Trace is.... terrible


#1

Maybe I am doing something drastically wrong here. But Trace is utterly useless in each use case I have attempted. Fortunately my kids are not particularly discerning, so they don’t mind.

I attempted to trace a magnetic car decal from my son’s school to make a coin for him. The decal is circular, so I had to draw a box around where my design was, and then choose the white space to cut away.

Enter the honeycomb. Basically the source of ALL of my problems.

I click the “void” area around the circle, and I get a spotty exclusion of my circle plus random bits of honeycomb.

Okay… I can fix that, put a sheet of paper under the decal.

Now the problem is that there is a shadow around some edges, but not others. Once again, clicking the area outside of my circle does NOT give me a circle border…

Alright, fine. It was tri-color anyway, and there are eps versions of the same design online. I can use those to make coins later.

Next up… I give some proofgrade squares to my four year old. He draws a random squiggle (he tells me it is a road), and he wants to put it in the laser. He obviously puts it at an odd angle. His drawing goes right up to one of the edges.

Now I draw a square around my cut area. Once again, I am forced to include a ton of honeycomb in this square. I do not want the honeycomb to be cut (won’t hurt anything, but will make the job take far longer), but if I click inside parts of the honeycomb, then I lose the entire interior of the black sharpie lines in the drawing that I DO want to save…

Alright, I re-position to get more XY agreement in how the square is positioned. Still not perfect, still some honeycomb. But at least not enough to triple the job time.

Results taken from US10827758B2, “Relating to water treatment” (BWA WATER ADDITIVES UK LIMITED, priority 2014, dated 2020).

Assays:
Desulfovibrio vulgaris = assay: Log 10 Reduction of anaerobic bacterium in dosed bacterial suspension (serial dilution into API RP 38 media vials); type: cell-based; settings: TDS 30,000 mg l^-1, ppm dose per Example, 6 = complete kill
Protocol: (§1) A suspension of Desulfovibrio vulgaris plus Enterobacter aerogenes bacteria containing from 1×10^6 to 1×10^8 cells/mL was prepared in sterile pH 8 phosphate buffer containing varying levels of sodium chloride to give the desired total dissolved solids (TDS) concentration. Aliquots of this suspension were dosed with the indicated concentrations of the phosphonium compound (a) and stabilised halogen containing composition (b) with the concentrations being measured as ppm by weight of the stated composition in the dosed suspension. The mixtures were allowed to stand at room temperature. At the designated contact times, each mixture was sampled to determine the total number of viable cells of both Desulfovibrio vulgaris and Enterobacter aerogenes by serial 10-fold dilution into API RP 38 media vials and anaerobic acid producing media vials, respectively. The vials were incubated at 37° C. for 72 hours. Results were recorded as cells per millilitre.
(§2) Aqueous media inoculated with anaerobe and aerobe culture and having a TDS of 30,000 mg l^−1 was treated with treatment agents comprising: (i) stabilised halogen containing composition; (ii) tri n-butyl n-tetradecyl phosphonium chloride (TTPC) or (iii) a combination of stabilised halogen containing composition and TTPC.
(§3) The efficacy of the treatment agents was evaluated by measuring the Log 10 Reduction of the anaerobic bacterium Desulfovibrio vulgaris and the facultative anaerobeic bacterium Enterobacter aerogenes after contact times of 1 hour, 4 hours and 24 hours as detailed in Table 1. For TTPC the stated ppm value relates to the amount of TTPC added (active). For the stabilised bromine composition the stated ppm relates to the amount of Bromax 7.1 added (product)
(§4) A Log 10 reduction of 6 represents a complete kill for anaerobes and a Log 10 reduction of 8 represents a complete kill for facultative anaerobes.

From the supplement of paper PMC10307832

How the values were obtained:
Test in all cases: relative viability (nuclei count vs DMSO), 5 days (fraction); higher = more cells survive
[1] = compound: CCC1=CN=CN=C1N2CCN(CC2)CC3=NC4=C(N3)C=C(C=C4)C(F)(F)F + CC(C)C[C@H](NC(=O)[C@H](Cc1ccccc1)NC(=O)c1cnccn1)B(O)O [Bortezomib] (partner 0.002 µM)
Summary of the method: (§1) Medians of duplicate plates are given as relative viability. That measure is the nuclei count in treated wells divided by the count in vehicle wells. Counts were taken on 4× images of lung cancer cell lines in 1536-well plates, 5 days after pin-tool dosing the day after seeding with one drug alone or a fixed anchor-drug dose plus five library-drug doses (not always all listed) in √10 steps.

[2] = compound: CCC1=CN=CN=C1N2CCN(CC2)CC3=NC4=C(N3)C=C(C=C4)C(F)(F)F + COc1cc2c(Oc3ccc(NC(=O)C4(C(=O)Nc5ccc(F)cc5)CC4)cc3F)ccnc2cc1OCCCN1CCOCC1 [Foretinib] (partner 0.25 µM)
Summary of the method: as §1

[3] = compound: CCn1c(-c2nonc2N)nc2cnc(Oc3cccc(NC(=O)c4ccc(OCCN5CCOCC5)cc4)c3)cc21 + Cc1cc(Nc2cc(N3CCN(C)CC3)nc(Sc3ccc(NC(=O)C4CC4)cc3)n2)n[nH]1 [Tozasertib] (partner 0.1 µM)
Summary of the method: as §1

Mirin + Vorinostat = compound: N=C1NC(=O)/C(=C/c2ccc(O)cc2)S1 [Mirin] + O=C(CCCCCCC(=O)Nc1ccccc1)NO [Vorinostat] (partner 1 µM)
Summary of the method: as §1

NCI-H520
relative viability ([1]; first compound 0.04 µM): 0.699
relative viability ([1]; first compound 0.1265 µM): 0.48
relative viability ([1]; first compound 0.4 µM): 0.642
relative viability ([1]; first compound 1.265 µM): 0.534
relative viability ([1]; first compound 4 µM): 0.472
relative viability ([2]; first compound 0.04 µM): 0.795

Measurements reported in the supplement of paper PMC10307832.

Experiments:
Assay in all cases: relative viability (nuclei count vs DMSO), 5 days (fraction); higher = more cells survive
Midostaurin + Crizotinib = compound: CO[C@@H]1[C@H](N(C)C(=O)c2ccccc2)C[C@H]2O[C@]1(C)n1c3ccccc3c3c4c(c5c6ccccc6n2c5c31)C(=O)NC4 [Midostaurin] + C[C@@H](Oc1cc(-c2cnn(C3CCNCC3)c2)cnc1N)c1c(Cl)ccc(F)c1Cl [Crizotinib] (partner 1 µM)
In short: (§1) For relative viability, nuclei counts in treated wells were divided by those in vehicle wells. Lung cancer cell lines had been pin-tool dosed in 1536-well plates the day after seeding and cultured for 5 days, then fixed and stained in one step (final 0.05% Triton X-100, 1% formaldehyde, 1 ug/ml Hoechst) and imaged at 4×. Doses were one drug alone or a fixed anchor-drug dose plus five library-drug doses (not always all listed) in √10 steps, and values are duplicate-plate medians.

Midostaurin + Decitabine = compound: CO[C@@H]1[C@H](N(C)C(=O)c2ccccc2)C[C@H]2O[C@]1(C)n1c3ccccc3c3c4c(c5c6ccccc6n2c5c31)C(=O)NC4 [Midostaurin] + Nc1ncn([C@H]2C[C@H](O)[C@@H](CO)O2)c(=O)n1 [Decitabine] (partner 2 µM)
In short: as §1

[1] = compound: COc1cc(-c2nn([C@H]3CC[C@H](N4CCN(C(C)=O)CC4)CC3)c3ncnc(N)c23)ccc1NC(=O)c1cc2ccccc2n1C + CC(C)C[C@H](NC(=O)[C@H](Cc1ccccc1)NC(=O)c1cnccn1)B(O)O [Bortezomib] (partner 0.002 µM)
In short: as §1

Now the small offset issues with the camera plague me. The dang honeycomb is being engraved along the edge of his square, far from where the drawing actually touches the edge!


Ideas for how to fix this…

I am sure the trace would work flawlessly if I was able to avoid getting any honeycomb in the initial square. So if I was working far from the edges of the proofgrade, I would be okay. But I am not. I often will not be.

Maybe if you could allow us to spend more time in the first “Choose where your drawing is” screen? Let us do more primitive shapes than just square, and then re-position, rotate, and maybe even add/subtract (I am thinking basically give us the Square and Circle Selection Tools from Photoshop, complete with the options to hold SHIFT to add to selection, and CTRL to remove from selection)


#2

Kind’a surprised to hear this.
I thought this was one of the main :glowforge: features, the one they showed off at Maker Fairs?


#3

Every time they showed it off (that my terrible memory can call up now), the images were far from the edges of the Proofgrade. So putting a square around what was drawn, and then ditching the white-space surrounding it was pretty easy.


#4

It can be cute and it can be useful but I’ve used my flatbed scanner more than the camera.


#5

Just like @markevans36301 I’ve been using my scanner in any situation. So much better. No distortion from the lens.